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Seven Weeks for Water 2020, week 6: "Water, food and trade: Impact on the Pacific Islands", by Athena Peralta and Dr Manoj Kurian

The 6th reflection of the Seven Weeks for Water 2020 is by Athena Peralta and Dr Manoj Kurian, programme executives of the World Council of Churches Economic and Ecological Justice programme and Ecumenical Advocacy Alliance, respectively. In this reflection, they are focusing on the perils of cash crops such as sugarcane, produced primarily for exporting, threatening to impact the freshwater levels of Fiji. Over-dependency on food import for its sustenance is not a sustainable practice.

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Seven Weeks for Water 2020, week 5: "Water and Climate Change", by Dinesh Suna

The fifth reflection of the Seven Weeks for Water 2020 is by Dinesh Suna, coordinator of Ecumenical Water Network, World Council of Churches. He is a Lutheran and comes from India. In the following reflection, he explores the importance of “hand-washing” in the midst of the COVID-19 pandemic while this basic facility is not available to millions of people, particularly to children. He dedicates this reflection to World Water Day which is being observed on 22 March with the theme “Water and Climate Change.”

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Rev. Dr Olav Fykse Tveit’s address to the Seminar on Food and Water for Life (Hong Kong, 4 May 2019)

Food is central to life and our faith. It is a blessing and a gift of God, in the form of the abundant creation which we depend on for our sustenance. Food is also a reflection of the quality of our relationships with each other- our caring for the other and the sharing of resources and the hospitality we show each other. Food is central to our worship life, our liturgy and the Eucharist, which helps us to be one with God and with each other.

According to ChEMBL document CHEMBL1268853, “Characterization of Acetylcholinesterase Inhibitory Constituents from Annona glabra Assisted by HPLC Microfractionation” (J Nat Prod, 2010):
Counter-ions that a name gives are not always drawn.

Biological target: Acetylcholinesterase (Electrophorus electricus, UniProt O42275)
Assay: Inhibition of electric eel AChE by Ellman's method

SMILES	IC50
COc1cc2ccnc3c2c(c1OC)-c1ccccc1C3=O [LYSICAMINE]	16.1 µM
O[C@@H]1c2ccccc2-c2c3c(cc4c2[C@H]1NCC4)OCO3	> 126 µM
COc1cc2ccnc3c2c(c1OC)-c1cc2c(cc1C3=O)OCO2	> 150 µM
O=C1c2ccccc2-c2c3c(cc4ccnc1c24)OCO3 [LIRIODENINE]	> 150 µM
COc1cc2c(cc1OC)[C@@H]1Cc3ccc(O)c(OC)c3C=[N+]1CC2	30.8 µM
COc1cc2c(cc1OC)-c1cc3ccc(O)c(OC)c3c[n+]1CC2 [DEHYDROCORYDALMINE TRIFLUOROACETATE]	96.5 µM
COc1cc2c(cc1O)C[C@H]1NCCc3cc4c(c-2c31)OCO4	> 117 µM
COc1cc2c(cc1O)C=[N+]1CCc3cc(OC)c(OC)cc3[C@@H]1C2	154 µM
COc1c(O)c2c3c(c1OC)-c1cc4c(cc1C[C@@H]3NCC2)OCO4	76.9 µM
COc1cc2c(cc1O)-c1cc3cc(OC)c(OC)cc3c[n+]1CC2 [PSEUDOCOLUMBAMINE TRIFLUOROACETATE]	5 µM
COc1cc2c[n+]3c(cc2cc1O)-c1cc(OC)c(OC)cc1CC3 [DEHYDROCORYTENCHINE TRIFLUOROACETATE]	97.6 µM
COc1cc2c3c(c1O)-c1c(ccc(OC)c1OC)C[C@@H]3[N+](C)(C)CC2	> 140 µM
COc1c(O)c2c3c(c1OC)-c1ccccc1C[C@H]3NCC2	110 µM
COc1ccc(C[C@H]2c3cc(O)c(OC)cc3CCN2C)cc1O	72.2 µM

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Are we closer to the mental tipping point?

Are we in a time when the message of the threats of climate change is on its way to sink into our shared consciousness? After being active in the climate debates in the ecumenical and interreligious discussions and advocacy work with not so much of a visible impact on policies and action I am wondering if we are getting closer to the point where we should have been 20 years ago. A point that says that humanity needs to choose another way if we are going to secure a decent future for coming generations and to save ecosystems and peoples opportunities to have a good and peaceful life together.

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Seven Weeks for Water 2019, week 6: "Leaving no one behind: the crux of water for all in the context of SDG 6", by Dinesh Suna

The sixth reflection of the “Seven Weeks for Water 2019” of the World Council of Churches Ecumenical Water Network is by Dinesh Suna, coordinator of the network. Suna comes from the Jeypore Evangelical Lutheran Church in Odisha, India. In the following reflection, Suna emphasises that "the lost, the least and the last" are at the heart of both the Bible as well as the Sustainable Development Goals. From the gospel according to Luke, Suna identifies parables by Jesus that demonstrate Jesus’s preference for vulnerable communities and challenge us to have that positive bias towards them.

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Seven Weeks fo Water 2019, week 5: "Securing water for food security and climate adaptation", by Athena Peralta and Manoj Kurian

The fifth reflection of the “Seven Weeks for Water 2019” of World Council of Churches’ Ecumenical Water Network is done jointly by Dr Manoj Kurian and Ms Athena Peralta, the Coordinator of WCC-Ecumenical Advocacy Alliance and Programme Executive of WCC Economic and Ecological Justice programmes respectively. In the following reflection, they underline the nexus between water, food and climate change and how our irresponsible consumption pattern on one can influence the other sectors.  They further challenge us to review our footprints on water, climate change etc and encourage us to take actions this Lent for making our planet more sustainable.

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Seven Weeks for Water 2018, week 6: "The open taps in Latin America", by Prof. Dr Jerónimo Granados